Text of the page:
Article 12: Right to health

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1. The States Parties to the present Covenant recognize the right of everyone to the enjoyment of the highest attainable standard of physical and mental health.

2. The steps to be taken by the States Parties to the present Covenant to achieve the full realization of this right shall include those necessary for:

(a) The provision for the reduction of the stillbirth-rate and of infant mortality and for the healthy development of the child;

(b) The improvement of all aspects of environmental and industrial hygiene;

(c) The prevention, treatment and control of epidemic, endemic, occupational and other diseases;

(d) The creation of conditions which would assure to all medical service and medical attention in the event of sickness.


State Report paragraphs 312-387

The Irish health system is under severe financial pressure. In 2014, Irish national health service, the Health Service Executive (HSE), was allocated €13.1 billion.1 Despite an overall reduction of €3.3 billion since 2008 and coupled with a significant financial deficit, Government plans to achieve additional savings of €619 million in 2014 to achieve further fiscal consolidation.2 The OECD has noted that most of the savings to date have been achieved through cutbacks in wages and fees as well as a nine per cent reduction in the number of health workers.3 The level of health spending in Ireland equates to 8.9 per cent of Gross Domestic Product, less than the OECD average of 9.3 per cent.4 While initial cuts produced greater efficiencies in the health service, continuing austerity measures have resulted in rising waiting lists, fewer public beds and increased costs for patients.5

There has been a significant increase in the ageing population as life expectancy increases to 80.6 years although people in disadvantaged areas continue to have the lowest life expectancy.6 High rates of chronic diseases account for 76 per cent of deaths in Ireland.7 While there have been significant reductions in the mortality rates for cancer patients and those with cardiovascular disease, ‘the mortality burden…remains high and further gains can be made’.8 The Government hopes to reduce the rate of preventable diseases as well as reducing expenditure on ‘the prospect of unaffordable future health costs’ by channelling resources into ‘cost-effective prevention programmes’.9Excessive alcohol use is one example of where the State could maximise its resources to prevent unnecessary deaths and illness as well as achieving greater savings in the long-term. Alcohol abuse is estimated to result in 90 deaths each month in Ireland and in 2010 alone it cost the Exchequer approximately €1.2 billion in hospital in-patient care, GP and associated services and mental health services.10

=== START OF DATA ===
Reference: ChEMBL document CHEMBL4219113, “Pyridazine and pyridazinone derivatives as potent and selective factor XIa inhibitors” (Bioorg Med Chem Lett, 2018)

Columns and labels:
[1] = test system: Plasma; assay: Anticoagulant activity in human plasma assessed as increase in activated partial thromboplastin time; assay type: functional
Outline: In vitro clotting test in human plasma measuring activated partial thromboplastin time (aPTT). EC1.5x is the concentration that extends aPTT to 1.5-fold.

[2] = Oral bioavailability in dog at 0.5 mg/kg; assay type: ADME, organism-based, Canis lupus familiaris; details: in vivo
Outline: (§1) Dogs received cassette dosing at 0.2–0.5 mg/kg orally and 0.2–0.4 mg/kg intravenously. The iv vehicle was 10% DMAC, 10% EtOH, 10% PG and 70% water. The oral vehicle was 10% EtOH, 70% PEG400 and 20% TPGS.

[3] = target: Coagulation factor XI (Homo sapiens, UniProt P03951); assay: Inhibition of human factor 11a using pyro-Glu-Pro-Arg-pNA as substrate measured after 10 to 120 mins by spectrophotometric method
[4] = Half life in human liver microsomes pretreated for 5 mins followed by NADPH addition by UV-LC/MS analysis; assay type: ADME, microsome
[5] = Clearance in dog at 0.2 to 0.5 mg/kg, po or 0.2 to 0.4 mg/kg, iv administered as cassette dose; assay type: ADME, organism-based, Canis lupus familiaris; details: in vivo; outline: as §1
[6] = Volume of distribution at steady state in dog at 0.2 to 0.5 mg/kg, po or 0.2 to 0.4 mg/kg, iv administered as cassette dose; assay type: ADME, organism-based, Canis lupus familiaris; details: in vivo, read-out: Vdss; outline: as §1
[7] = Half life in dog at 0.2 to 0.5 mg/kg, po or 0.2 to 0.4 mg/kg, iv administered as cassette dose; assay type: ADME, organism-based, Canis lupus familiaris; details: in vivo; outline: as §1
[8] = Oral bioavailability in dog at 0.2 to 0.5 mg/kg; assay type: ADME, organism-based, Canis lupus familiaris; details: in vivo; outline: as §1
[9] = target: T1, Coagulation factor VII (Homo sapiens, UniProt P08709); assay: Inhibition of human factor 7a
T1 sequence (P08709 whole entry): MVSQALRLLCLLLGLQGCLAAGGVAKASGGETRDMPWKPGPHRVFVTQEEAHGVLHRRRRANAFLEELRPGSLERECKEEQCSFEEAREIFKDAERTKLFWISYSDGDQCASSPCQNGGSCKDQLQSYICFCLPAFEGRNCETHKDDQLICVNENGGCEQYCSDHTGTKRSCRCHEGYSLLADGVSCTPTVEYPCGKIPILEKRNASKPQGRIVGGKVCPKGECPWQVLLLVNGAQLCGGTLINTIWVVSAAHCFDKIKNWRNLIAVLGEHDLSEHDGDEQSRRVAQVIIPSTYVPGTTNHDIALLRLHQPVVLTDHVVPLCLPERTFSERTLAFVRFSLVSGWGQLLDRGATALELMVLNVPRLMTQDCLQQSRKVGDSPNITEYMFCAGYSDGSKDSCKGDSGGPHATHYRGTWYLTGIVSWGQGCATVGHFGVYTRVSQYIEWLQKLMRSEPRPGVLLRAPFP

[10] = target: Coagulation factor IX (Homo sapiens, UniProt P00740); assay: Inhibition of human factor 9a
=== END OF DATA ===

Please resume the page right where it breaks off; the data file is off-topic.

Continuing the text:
FLAC urges the Committee to recommend that the State:

  • Target resources at preventative measures to reduce the rate of chronic illnesses and preventable diseases to reduce pressure on the health service.


1 Health Service Executive (2013), National Service Plan 2014, Dublin, HSE, p.2.

2 Health Service Executive (2013), National Service Plan 2014, Dublin, HSE, p.2.

3 Organisation for Co-operation and Economic Development (2014) OECD Health Statistics 2014: How does Ireland compare? Paris: OECD, p.1.

4 Organisation for Co-operation and Economic Development (2014) OECD Health Statistics 2014: How does Ireland compare? Paris: OECD, p.1.

5 S. Thomas, S. Burke & S. Barry, ‘The Irish health-care system and austerity: sharing the pain’, The Lancet, 383 (3), 3 May 2014,


6 Central Statistics Office (2010) Mortality Differentials in Ireland, Cork/Dublin: CSO, p.1.

7 Health Service Executive (2013), National Service Plan 2014, Dublin, Health Service Executive, p.4.

8 Organisation for Economic Co-operation and Development (2013) ‘Prevention and value-for-money in health spending must remain a priority for Ireland, says OECD’ [press release], available at (last accessed 29 September 2014).

9 Department of Health (2013) Healthy Ireland: A framework for improved health and wellbeing 2013-2025, Dublin: Department of Health, pp.11-12.

10 S. Byrne (2010) Costs to Society of Problem Alcohol Use in Ireland, Dublin: Health Service Executive, p.21.